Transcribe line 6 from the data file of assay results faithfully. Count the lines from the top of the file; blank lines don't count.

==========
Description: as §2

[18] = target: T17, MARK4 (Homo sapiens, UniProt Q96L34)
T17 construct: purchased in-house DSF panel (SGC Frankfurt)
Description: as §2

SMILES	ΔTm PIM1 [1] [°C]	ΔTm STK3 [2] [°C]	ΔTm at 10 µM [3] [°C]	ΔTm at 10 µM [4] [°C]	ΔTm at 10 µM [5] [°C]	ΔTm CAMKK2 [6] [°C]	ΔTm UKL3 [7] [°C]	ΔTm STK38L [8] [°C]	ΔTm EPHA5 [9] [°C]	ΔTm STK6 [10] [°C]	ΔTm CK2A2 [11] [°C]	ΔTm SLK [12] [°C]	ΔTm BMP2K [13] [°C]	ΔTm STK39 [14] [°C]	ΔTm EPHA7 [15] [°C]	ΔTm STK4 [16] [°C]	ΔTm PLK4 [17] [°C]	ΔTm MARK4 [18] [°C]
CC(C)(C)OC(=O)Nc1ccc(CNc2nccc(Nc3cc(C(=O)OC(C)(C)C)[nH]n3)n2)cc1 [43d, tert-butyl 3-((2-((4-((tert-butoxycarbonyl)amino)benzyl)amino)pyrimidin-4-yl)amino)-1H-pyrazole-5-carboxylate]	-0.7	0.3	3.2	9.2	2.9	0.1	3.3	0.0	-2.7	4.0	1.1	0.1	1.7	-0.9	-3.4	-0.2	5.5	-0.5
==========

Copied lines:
CC(C)(C)OC(=O)Nc1ccc(CNc2nccc(Nc3cc(C(=O)OC(C)(C)C)[nH]n3)n2)cc1 [43d, tert-butyl 3-((2-((4-((tert-butoxycarbonyl)amino)benzyl)amino)pyrimidin-4-yl)amino)-1H-pyrazole-5-carboxylate]	-0.7	0.3	3.2	9.2	2.9	0.1	3.3	0.0	-2.7	4.0	1.1	0.1	1.7	-0.9	-3.4	-0.2	5.5	-0.5